By Aurélien Saussay (@aureliensaussay)
The US Bureau of Economic Analysis has just released its estimate of US growth in the first quarter of 2015: at an annual pace of 0.2%, the figure is well below the consensus of the leading American institutes, who had agreed on a forecast of just above 1% – well below the 3% hoped for in early March.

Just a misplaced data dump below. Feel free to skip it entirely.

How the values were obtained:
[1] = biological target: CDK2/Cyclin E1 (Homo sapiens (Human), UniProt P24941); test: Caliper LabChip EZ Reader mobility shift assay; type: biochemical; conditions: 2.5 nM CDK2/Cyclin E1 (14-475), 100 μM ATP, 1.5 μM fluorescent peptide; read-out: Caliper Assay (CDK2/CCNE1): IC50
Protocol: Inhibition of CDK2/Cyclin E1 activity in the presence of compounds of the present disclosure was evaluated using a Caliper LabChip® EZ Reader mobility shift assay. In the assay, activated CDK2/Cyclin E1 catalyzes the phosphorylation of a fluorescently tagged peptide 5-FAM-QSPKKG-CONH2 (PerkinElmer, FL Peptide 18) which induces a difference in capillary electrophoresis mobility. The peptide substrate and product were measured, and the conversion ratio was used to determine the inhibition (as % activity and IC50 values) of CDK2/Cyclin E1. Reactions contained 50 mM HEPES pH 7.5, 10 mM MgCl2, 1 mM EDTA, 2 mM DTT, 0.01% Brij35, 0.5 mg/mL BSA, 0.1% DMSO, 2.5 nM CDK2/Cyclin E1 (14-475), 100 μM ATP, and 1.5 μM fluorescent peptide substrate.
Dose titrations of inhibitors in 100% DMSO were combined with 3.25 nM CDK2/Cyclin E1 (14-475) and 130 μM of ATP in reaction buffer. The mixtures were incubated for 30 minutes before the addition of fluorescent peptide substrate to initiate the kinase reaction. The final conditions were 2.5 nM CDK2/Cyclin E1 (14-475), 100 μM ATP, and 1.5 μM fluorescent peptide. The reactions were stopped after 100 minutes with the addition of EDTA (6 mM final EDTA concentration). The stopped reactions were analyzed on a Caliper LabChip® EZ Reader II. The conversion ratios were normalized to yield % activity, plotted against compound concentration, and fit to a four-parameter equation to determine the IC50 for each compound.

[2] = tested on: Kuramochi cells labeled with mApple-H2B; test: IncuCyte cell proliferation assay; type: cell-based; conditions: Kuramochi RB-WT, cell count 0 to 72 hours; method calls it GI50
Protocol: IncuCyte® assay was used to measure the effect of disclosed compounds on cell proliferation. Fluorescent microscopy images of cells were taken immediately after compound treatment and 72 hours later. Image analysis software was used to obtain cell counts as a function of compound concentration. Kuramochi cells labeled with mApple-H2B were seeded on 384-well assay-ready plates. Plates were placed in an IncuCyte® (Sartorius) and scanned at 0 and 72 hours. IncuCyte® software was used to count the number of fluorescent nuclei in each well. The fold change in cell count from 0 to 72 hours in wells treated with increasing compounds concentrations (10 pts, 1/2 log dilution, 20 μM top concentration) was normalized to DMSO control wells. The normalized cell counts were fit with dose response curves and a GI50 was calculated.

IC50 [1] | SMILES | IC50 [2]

While it is still too early to know the exact reasons for this setback, one factor seems to be emerging: in the United States, the shale oil “revolution” seems to be on the verge of imploding. The sharp fall in crude prices in the second half of 2014 caused a collapse in mining activity: the number of oil rigs operating in the US fell by 56% from November 2014 to April 2015, returning to the level of October 2010 (see chart). The speed of this downturn underscores the fragility of the shale oil boom and its dependence on high oil prices. Continue reading “The US economy at a standstill in Q1 2015: the impact of shale oil”